I had this moment with Carrie Brownstein a few weeks ago. I was listening to All Songs Considered’s spring music preview and she said something about The National that really got me. The preview show is one of my favorites because it’s the ASC crew just hanging out and nerding out about music for about an hour and a half. Does an hour and a half sound like along time for a podcast? It is. The podcast is that awesome. I like conversational podcasts of that nature, where one can play voyeur to a conversation of like minds, the kind of conversation one could hop in and out of effortlessly.
And anyway, well they came to the part where one of them (Robin?) was playing a preview off of High Violet, The National’s new one. And Carrie expressed some reticence. The song was amazing, she admitted, but she wasn’t sure if she would be able to love High Violet the way that she loved Boxer. Her relationship with Boxer had been too intimate. Too intense. And no matter how great the new album might be, it just couldn’t be the same to her. There was a moment with Boxer that could be neither undone nor repeated.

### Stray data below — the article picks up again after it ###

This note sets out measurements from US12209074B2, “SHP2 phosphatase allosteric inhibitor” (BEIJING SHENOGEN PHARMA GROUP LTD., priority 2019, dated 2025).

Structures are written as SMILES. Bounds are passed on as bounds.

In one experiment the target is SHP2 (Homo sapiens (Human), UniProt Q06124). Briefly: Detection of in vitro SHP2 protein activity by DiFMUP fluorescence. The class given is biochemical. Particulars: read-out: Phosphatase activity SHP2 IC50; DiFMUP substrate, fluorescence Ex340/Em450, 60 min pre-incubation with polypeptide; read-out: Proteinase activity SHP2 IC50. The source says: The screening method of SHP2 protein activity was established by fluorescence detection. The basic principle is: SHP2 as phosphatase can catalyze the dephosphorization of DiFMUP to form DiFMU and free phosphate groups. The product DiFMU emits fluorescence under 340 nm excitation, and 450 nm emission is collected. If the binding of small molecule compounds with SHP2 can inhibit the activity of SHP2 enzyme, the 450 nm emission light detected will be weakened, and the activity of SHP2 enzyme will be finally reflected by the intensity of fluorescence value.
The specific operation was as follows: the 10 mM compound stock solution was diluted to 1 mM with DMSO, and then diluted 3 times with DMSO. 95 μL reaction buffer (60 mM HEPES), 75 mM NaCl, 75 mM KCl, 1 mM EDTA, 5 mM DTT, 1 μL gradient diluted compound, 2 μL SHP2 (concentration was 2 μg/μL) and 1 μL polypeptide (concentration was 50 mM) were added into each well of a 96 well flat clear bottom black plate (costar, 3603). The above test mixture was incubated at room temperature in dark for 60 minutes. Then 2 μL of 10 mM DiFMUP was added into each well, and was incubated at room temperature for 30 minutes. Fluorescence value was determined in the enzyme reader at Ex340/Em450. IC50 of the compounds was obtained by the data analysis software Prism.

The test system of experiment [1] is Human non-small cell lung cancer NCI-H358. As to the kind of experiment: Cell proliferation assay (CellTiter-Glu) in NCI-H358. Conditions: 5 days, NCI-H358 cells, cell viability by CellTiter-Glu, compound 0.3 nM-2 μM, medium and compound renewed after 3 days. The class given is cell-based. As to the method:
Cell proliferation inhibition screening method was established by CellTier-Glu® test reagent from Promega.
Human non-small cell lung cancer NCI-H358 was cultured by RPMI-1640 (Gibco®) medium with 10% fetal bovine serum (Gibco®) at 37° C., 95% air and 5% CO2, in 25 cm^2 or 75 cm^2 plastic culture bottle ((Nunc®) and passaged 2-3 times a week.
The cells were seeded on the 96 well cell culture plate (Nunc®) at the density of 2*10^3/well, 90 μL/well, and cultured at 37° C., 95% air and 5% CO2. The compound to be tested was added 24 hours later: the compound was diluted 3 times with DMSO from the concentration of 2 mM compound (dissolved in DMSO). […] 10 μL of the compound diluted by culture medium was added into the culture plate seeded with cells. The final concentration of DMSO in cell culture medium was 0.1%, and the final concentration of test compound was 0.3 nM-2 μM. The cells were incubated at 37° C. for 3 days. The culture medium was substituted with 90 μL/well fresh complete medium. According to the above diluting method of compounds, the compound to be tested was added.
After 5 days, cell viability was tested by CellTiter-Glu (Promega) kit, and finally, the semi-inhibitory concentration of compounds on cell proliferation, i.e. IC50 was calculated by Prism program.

I had that same moment with Alligator. So it was hard for me to get into Boxer. I’ve been trying lately, but it’s sort of half-hearted. I’d even concede that Boxer is a better album. The songs tighter, the polish smoother. But I just can’t quite feel it.
So it’s with a bit of trepidation that I’m listening to High Violet right now over at NPR. You can stream the whole thing here. It’s awesome. Incredible. But I just don’t know how I feel.
This is something that I love most about music though. The ability to have that indelibly intimate moment with a song. Or an album. Even on the most remote desert island across the farthest ocean, one can feel a human connection that is positively singular.
And then, later on, when you’ve returned from the desert island, moved on to some next phase in your life, these new songs come along. I’d compare it to a relationship: it’s like dating someone who looks just like an ex, has most of the same interests, even the same first name. There’s always going to be something there preventing them from being to you what the first was. Even if they’re better than the first.